The revival of “American Idol” might be the smartest thing ABC has ever done.
The two-hour premiere (Sunday, March 11) was so great and so satisfying that I did not even feel the need to watch the entire one-hour and 24-minute length of the commercial-free episode that ABC provided for preview in order to conclude that this show has the potential to become the supreme pleasure of the current TV season.
You might say this show had me at hello, as a famous movie quote goes. Part of its appeal lies in its familiarity. The format has not changed, nor has the look of the show.
As soon as it starts, you know you’ve been there before. In this instance, this is a good thing. The sight of fresh-faced, excited hopefuls lined up at various venues around the country for a new round of auditions is like television's version of comfort food.
The original “American Idol” ran for 15 seasons on Fox before calling it a day in April 2016. The warmth with which it is possible to receive this new version on ABC raises the age-old question: What was Fox thinking? Or more to the point: Why did they end it?
The premiere episode of this 16th season -- the first on ABC -- indicates there is plenty of life left in this old warhorse.
While the show looks and sounds the same as it ever did, there is a new panel of three judges -- Lionel Richie, Katy Perry and Luke Bryan -- representing R&B, pop and country, respectively.
They are a very likable group who seem as if they gelled instantly.
One of the great thrills of “American Idol” comes in the surprises the show sets up for you. Exhibit A: Young Catie Turner of Langhorne, Pennsylvania, seen in the photo above from this weekend’s premiere.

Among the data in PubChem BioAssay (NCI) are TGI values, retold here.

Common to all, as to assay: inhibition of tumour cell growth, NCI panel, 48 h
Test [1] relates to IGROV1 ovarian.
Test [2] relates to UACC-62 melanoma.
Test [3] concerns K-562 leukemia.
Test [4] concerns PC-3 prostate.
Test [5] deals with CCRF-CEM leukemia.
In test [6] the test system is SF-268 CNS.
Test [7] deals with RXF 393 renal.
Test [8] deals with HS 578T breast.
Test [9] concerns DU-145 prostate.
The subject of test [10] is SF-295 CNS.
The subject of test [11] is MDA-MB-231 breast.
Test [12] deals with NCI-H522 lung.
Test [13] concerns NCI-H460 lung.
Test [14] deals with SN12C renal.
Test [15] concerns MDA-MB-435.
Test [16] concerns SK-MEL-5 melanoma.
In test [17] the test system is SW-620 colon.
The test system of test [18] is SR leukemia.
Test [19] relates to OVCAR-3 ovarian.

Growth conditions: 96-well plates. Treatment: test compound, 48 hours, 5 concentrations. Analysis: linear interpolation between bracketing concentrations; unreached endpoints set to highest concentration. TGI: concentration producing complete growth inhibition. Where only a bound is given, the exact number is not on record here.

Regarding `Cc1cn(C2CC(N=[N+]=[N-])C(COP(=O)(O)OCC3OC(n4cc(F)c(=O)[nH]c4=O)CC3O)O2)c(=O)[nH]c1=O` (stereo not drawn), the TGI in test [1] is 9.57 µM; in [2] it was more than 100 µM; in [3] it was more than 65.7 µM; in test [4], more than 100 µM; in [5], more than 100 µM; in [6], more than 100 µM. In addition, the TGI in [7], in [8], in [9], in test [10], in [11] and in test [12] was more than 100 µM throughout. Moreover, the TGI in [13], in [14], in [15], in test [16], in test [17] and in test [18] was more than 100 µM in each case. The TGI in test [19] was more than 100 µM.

In the intro material leading up to her audition in New York, she is a kooky, crazy teen who you assume will utterly blow this audition with some otherworldly, off-key performance.
But no. The opposite occurs. Her audition is spectacular and the only thing otherworldly about her is the depth of her incredible talent. And she is the very first audition you will see in the show.
The producers of this show were shrewd to place her audition first. It not only raises your expectations for what is to come, but she makes you feel so good that it is possible to fall in love with this show all over again.
At its best, “American Idol” was always the finest and most attractive of all of the talent-competition shows that have been on TV since it paved the way starting in 2002. Maybe all “American Idol” needed was a mere two years rest.
For ABC, “American Idol” is a fine addition to its stable of reality TV shows -- a worthy companion to “Dancing With the Stars,” which is also one of the best shows of its kind anywhere on television.
It is also true that ABC is the home of “The Bachelor,” which is quite possibly the stupidest TV series ever made. Fortunately, though, “The Bachelor” said good-bye earlier this week for another season.
Now that we have a new season of “American Idol” underway, it is smooth sailing all the way to May.
The new “American Idol” premiered Sunday (March 11) at 8 p.m. Eastern on ABC.
This column was previously published in TV Blog on March 9, 2018.